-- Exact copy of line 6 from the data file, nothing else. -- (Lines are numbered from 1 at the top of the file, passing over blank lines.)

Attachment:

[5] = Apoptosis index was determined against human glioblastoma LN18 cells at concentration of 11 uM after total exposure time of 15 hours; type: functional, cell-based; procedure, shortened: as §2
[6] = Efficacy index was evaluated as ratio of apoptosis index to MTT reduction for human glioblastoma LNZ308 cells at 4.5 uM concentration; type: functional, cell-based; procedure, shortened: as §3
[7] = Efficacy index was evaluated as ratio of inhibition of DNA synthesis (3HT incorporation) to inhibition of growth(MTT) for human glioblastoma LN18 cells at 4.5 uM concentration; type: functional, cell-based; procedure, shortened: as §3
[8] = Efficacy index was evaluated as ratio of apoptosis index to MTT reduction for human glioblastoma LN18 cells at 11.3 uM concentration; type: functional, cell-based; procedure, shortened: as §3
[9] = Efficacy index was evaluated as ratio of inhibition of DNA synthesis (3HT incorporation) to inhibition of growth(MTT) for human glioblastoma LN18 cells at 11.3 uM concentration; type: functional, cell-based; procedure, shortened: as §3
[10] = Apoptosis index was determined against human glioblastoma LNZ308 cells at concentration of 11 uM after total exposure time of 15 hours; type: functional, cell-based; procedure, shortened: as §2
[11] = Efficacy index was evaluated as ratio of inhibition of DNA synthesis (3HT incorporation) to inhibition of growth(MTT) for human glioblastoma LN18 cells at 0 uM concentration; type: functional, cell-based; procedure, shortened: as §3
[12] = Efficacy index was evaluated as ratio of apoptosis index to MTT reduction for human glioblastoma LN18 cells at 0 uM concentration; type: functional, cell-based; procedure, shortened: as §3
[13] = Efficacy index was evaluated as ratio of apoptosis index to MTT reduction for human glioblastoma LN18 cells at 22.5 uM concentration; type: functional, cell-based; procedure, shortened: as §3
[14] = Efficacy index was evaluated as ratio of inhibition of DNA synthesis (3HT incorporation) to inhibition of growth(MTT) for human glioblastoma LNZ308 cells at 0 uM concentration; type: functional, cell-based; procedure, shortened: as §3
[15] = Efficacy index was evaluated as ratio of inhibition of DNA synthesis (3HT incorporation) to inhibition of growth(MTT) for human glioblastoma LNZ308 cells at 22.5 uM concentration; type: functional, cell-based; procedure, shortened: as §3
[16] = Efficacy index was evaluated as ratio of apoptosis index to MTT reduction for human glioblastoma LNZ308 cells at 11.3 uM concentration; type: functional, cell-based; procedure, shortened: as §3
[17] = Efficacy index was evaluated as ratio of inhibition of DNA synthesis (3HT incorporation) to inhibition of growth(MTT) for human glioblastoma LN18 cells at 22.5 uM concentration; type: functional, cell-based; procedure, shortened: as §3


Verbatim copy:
[10] = Apoptosis index was determined against human glioblastoma LNZ308 cells at concentration of 11 uM after total exposure time of 15 hours; type: functional, cell-based; procedure, shortened: as §2